| Quote #4
"If another member of the church sins against you, go and point out the fault when the two of you are alone. If the member listens to you, you have regained that one. But if you are not listened to, take one or two others along with you, so that every word may be confirmed by the evidence of two or three witnesses. If the member refuses to listen to them, tell it to the church; and if the offender refuses to listen even to the church, let such a one be to you as a Gentile and a tax collector." (NRSV 18:15-17)
Moreover if thy brother shall trespass against thee, go and tell him his fault between thee and him alone: if he shall hear thee, thou hast gained thy brother. But if he will not hear thee, then take with thee one or two more, that in the mouth of two or three witnesses every word may be established. And if he shall neglect to hear them, tell it unto the church: but if he neglect to hear the church, let him be unto thee as an heathen man and a publican. (KJV 18:15-17)
Matthew's making it pretty clear that we can sin against each other just like we can sin against God. Does he seems to be placing a value judgment on which is the worse transgression?
| Quote #5
Then he took a cup, and after giving thanks he gave it to them, saying, "Drink from it, all of you; for this is my blood of the covenant, which is poured out for many for the forgiveness of sins." (NRSV 26:27-28)
And he took the cup, and gave thanks, and gave it to them, saying, Drink ye all of it; For this is my blood of the new testament, which is shed for many for the remission of sins. (KJV 26:27-28)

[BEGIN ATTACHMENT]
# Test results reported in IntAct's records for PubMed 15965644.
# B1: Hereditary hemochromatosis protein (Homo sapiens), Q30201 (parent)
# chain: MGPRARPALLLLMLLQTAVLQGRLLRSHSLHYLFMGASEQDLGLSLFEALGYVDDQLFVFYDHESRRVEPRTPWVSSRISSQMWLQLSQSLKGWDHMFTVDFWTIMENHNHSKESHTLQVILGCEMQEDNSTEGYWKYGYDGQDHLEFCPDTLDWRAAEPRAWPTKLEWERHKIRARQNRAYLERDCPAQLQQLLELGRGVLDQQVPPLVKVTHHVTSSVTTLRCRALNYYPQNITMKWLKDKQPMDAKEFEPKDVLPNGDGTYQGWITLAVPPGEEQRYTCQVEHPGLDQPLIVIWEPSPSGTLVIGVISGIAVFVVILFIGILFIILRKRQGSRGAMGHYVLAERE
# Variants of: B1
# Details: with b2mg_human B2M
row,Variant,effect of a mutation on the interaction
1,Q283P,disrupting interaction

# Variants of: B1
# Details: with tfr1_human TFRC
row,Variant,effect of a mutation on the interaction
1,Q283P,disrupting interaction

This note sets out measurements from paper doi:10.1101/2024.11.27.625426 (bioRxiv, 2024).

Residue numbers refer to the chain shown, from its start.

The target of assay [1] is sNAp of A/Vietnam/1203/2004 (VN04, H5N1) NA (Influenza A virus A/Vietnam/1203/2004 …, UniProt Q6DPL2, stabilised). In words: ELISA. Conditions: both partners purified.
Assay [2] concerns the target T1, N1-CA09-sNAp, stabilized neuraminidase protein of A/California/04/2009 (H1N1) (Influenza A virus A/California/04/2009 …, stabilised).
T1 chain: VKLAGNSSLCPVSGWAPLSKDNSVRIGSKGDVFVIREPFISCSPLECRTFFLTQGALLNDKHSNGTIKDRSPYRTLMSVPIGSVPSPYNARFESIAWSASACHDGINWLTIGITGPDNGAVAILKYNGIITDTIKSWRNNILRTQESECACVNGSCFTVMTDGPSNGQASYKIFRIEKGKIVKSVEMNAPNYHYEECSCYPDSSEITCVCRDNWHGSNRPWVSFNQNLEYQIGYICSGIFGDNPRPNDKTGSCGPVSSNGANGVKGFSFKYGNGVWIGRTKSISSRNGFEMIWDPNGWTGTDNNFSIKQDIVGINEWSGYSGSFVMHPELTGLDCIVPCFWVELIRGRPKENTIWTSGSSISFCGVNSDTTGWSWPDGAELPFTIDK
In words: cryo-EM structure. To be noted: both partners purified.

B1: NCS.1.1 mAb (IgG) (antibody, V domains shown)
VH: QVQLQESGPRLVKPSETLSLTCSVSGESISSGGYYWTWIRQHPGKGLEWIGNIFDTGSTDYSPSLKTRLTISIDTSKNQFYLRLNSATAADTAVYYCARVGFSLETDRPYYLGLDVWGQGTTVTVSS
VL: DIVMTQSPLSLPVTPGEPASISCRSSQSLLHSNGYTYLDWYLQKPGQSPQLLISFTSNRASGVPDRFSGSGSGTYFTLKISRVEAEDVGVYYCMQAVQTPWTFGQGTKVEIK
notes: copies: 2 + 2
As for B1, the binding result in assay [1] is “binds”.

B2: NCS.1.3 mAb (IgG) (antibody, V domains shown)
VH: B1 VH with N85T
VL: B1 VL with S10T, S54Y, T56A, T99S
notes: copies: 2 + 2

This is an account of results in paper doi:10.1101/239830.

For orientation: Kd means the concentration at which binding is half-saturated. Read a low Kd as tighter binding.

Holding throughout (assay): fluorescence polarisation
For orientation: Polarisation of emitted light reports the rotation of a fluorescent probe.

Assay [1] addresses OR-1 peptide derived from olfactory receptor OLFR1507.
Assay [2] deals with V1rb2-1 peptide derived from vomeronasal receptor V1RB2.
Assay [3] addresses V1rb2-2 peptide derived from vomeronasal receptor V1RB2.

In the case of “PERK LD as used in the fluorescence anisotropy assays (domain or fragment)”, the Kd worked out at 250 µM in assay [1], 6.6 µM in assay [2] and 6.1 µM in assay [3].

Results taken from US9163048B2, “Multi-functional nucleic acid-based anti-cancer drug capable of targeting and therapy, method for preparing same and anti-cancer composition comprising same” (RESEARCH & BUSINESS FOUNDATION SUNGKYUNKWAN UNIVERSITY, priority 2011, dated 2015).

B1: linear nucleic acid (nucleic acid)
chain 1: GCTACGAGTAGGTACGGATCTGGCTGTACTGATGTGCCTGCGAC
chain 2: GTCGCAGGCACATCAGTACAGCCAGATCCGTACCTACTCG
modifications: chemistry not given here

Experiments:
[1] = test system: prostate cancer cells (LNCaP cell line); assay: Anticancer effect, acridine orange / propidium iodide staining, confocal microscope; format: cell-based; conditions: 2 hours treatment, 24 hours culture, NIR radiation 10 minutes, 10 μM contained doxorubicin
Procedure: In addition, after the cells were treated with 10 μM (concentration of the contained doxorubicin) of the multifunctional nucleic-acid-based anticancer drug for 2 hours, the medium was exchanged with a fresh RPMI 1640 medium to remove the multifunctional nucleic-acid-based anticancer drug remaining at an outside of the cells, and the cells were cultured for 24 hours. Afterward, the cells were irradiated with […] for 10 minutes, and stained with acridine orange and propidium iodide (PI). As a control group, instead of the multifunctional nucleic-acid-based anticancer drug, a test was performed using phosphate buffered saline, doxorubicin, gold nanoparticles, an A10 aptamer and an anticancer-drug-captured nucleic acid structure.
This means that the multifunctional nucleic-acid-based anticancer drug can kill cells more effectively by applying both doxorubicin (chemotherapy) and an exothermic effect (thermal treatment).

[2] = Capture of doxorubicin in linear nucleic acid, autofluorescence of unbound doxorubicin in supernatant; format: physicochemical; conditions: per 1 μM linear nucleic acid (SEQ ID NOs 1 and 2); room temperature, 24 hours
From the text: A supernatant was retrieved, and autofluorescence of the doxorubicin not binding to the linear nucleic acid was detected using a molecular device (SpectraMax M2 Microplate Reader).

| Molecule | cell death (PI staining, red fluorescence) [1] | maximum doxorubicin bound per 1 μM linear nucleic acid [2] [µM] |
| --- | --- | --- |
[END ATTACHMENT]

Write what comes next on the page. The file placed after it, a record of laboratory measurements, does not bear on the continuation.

Remember the word covenant from the Hebrew Bible? There are tons of 'em in Genesis and Exodus, whenever God makes a deal with one of the head honcho patriarchs. So where's the deal here? Jesus is spilling his blood and the people's sins are forgiven—what do the people have to do in return? Does Jesus get anything out of the bargain?
| Quote #6
Then he came to the disciples and said to them, "Are you still sleeping and taking your rest? See, the hour is at hand, and the Son of Man is betrayed into the hands of sinners." (NRSV 26:45)
Then cometh he to his disciples, and saith unto them, Sleep now, and take your rest: behold, the hour is at hand, and the Son of man is betrayed into the hands of sinners. (KJV 26:45)
Picture this. You've prophesied your own death, and your friends react by taking a nap. No wonder Jesus isn't psyched. But here's the thing: right after this scene, we get Judas's kiss of death. Why do you think Matthew juxtaposed these two betrayals?